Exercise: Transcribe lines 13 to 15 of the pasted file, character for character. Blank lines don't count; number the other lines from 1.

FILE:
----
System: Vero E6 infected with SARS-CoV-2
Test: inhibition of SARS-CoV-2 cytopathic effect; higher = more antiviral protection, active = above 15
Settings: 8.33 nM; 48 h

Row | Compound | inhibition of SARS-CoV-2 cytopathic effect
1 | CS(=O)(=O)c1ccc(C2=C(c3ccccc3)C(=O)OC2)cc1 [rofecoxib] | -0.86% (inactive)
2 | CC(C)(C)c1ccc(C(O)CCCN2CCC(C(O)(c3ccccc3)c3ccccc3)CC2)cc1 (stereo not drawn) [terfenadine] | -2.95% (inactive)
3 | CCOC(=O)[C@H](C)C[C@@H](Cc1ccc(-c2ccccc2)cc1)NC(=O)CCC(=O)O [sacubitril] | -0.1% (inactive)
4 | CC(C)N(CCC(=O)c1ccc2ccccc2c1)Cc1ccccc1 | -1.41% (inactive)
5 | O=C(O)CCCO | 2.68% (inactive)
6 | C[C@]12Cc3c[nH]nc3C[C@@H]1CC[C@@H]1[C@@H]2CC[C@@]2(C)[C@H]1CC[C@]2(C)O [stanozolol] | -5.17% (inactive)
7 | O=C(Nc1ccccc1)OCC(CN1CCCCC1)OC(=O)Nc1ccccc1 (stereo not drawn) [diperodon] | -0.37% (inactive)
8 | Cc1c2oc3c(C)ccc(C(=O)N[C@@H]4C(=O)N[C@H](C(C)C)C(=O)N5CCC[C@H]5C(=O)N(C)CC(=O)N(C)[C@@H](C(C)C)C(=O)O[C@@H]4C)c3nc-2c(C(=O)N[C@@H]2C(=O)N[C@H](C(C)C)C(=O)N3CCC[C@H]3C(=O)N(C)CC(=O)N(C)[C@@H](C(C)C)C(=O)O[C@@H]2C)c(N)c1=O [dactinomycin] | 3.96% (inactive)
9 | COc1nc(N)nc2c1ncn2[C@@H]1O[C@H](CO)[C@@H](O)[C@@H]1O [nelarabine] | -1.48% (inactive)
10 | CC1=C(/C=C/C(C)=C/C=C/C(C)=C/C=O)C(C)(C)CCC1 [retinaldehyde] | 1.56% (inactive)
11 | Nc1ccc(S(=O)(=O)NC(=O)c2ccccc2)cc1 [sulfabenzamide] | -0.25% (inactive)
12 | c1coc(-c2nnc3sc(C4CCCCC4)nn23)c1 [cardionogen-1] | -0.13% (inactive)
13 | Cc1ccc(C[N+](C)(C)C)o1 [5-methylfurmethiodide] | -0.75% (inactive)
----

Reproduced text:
9 | COc1nc(N)nc2c1ncn2[C@@H]1O[C@H](CO)[C@@H](O)[C@@H]1O [nelarabine] | -1.48% (inactive)
10 | CC1=C(/C=C/C(C)=C/C=C/C(C)=C/C=O)C(C)(C)CCC1 [retinaldehyde] | 1.56% (inactive)
11 | Nc1ccc(S(=O)(=O)NC(=O)c2ccccc2)cc1 [sulfabenzamide] | -0.25% (inactive)